Our specialists from Adult and Pediatric Neuro-Oncology, Radiation Oncology, Neurosurgery, Radiology, Pharmacy, and Nursing within Johns Hopkins Medicine are working together to ensure the best possible outcome for this special patient population.
BRAF is a gene that can be abnormally activated in cancers. It encodes a protein that sends signals inside the cell promoting tumor growth.
Drugs that inhibit this pathway have had genuine success in other cancers with BRAF mutations (such as melanoma – a type of skin cancer).
BRAF mutated brain tumors are uncommon. However, as genetic testing is being conducted more frequently, more patients with this specific mutation are being found.
Unfortunately, the drugs used in other BRAF mutated cancers are not currently “approved” for patients with BRAF mutated brain tumors. These drugs are expensive and are often difficult for patients to obtain. Furthermore, it is not clear which of these drugs best penetrate the blood-brain barrier or are the most effective in brain cancers.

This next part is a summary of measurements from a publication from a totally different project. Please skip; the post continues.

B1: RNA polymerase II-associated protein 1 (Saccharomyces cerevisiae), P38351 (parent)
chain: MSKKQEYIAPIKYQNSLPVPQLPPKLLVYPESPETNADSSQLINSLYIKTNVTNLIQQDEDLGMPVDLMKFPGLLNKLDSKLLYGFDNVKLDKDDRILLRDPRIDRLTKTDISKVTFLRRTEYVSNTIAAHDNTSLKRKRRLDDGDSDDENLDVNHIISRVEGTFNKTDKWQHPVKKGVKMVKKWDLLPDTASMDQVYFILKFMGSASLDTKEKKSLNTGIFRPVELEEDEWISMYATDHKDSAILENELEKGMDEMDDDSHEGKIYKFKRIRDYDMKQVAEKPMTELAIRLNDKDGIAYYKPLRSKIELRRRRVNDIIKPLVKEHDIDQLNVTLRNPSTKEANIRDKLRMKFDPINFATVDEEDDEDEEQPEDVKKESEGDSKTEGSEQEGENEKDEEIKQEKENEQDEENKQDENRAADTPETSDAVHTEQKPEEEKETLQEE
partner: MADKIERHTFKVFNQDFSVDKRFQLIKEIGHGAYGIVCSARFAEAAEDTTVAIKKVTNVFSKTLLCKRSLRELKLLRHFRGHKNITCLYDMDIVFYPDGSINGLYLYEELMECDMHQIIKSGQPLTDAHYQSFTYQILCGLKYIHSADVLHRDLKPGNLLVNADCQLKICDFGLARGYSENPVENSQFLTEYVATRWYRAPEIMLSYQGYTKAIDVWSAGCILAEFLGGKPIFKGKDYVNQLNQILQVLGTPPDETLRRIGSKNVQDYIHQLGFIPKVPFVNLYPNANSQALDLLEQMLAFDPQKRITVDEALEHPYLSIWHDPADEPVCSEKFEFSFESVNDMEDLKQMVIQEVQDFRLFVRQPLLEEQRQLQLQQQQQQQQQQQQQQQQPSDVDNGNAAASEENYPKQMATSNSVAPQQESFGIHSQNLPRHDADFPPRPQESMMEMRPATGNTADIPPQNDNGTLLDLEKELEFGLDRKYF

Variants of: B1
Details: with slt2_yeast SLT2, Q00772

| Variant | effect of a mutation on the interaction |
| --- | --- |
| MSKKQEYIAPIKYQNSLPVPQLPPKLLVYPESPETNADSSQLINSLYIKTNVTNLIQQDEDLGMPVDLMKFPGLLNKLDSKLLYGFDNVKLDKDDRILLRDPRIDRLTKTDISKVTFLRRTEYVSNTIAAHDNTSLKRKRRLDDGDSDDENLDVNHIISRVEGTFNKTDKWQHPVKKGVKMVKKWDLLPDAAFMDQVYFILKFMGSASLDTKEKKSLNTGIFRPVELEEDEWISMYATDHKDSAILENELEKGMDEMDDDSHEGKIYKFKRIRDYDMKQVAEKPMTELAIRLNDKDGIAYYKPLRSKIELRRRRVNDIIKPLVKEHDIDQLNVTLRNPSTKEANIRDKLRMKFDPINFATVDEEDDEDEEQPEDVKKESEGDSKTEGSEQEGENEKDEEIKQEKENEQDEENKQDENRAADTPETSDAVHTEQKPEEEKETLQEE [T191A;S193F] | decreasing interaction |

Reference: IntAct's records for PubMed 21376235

Treatment of BRAF-mutated Brain Tumors
Clinical trials demonstrate BRAF inhibitors in combination with MEK inhibitors can be efficacious for some patients with BRAF mutated glioma. The best time to use these medications is still unclear. It is also difficult to predict which patients will have a response and which will not.
Treatment trials are available for people with BRAF-mutate brain tumors. Check here for current status of our clinical trials.
We are studying the way BRAF mutated brain tumors can become resistance to BRAF and MEK inhibitors in order predict who might benefit from these drugs and what the optimal combination might be.
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